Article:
Vatican prosecutor interrogates papal butler
By Silvia Aloisi
VATICAN CITY (Reuters) - A prosecutor began interrogating Pope Benedict's butler on Tuesday to decide if he should stand trial in what would be one of the most sensational court cases ever in the Vatican.
Prosecutor Piero Antonio Bonnet questioned Paolo Gabriele in the presence of his two lawyers and Nicola Piccardi, another Vatican judicial official known as the "promoter of justice".
Bonnet must now decide whether there is enough evidence to order Gabriele, who was arrested on May 23 after Vatican police found a large number of confidential papal documents in his Vatican apartment, to stand trial on charges of aggravated theft.
Gabriele, 46, who has dual Vatican and Italian citizenship, was arrested as part of a Vatican investigation into what is known as the "Vatileaks" scandal, in which sensitive papal documents were leaked to Italian media.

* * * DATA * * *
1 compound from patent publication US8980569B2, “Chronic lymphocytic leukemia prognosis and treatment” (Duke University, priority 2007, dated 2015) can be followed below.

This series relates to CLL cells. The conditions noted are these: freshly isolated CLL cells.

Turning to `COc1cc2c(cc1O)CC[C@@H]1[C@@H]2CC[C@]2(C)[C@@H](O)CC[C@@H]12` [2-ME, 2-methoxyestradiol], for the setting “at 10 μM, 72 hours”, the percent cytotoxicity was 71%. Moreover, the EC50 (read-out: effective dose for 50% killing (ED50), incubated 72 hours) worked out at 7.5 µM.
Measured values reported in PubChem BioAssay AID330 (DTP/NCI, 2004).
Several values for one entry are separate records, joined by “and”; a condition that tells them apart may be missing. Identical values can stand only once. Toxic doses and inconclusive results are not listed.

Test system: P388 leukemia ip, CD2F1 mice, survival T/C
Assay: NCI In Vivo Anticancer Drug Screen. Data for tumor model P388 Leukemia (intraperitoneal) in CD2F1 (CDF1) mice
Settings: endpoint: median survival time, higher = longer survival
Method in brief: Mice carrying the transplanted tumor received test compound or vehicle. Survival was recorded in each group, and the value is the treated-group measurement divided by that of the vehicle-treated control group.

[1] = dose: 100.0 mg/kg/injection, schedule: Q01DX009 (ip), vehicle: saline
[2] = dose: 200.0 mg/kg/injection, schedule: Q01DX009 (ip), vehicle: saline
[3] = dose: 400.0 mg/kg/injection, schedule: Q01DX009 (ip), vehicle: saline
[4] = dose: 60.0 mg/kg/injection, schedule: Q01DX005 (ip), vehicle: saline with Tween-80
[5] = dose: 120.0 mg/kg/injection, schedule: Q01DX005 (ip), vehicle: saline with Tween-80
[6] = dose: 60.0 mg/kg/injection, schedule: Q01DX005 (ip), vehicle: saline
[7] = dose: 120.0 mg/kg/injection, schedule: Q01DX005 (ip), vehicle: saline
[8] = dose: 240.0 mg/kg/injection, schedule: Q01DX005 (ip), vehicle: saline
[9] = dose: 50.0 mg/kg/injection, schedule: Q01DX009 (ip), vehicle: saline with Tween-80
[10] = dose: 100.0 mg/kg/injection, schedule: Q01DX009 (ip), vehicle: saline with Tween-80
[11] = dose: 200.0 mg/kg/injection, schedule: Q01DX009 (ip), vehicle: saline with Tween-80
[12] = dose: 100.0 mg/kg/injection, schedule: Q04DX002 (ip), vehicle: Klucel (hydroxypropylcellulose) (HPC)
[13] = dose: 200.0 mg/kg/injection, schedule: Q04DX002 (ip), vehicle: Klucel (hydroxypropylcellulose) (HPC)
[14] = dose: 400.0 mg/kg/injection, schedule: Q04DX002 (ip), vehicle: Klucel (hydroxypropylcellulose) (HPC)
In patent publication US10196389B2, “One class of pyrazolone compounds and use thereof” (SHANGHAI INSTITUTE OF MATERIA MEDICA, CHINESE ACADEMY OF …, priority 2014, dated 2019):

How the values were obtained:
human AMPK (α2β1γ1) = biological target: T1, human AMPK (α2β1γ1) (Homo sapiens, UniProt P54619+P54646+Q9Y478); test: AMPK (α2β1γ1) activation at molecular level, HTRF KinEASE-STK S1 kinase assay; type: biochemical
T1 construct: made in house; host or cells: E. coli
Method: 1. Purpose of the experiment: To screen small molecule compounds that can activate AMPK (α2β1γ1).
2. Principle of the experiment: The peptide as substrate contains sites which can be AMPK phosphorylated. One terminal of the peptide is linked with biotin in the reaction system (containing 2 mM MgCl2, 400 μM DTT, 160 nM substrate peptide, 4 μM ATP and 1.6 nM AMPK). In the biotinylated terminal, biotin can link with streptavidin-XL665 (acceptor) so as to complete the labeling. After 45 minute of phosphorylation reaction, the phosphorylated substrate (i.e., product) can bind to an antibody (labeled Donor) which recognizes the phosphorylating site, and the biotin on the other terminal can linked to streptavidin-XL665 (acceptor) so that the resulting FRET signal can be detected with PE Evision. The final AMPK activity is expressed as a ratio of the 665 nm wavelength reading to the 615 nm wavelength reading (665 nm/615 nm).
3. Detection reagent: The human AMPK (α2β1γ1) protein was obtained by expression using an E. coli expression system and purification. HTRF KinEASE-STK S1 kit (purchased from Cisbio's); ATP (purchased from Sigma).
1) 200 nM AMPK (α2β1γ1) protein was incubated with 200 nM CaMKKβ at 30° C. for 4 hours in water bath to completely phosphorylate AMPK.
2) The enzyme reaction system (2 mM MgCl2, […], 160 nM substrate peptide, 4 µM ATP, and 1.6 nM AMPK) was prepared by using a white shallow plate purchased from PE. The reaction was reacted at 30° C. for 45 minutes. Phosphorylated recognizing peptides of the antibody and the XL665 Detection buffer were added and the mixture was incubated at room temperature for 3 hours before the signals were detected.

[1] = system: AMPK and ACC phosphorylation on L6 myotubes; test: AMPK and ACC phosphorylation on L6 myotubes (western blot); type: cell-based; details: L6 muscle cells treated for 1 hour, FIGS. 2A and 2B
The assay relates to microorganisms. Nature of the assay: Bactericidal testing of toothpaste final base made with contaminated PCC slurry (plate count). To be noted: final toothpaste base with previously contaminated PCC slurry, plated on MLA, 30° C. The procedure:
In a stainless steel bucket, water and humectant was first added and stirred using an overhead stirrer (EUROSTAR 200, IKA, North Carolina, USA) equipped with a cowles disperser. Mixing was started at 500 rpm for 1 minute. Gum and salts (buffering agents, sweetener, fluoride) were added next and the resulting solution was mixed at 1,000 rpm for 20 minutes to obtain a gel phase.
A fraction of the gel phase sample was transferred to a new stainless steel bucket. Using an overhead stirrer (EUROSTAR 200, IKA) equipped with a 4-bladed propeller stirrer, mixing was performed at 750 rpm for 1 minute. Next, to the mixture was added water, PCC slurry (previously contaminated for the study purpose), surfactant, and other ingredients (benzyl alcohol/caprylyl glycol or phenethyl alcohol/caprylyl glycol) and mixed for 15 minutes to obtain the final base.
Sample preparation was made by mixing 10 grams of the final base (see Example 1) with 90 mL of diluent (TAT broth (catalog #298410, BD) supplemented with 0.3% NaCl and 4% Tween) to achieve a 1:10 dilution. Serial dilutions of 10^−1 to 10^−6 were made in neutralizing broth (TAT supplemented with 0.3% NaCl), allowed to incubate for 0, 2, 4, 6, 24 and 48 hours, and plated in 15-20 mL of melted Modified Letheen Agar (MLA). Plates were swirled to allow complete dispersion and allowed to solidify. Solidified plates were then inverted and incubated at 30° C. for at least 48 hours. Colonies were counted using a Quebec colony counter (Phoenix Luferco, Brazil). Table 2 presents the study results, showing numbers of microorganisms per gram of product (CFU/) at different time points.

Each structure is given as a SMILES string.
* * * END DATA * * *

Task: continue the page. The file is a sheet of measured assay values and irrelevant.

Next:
Many Vatican insiders believe the butler, who served the pope his meals, helped him dress and rode in the front seat of the popemobile, could not have acted alone and may be a pawn in a much wider power struggle between cardinals.
The leaks scandal began in January and came to a head last month when, in the space of a few days, the head of the Vatican bank was abruptly dismissed, Gabriele was arrested and a book containing a trove of private Vatican correspondence was published.
The leaked documents allege corruption in the Vatican's business dealings with Italian companies, which were paid inflated prices for work in the Vatican, rivalries among cardinals and clashes over the management of the Vatican's bank, the IOR.
Gabriele could be held for up to 100 days in pre-trial custody, said Vatican judge Paolo Papanti Pelletier, who is not involved in the leaks case at this stage. Continued...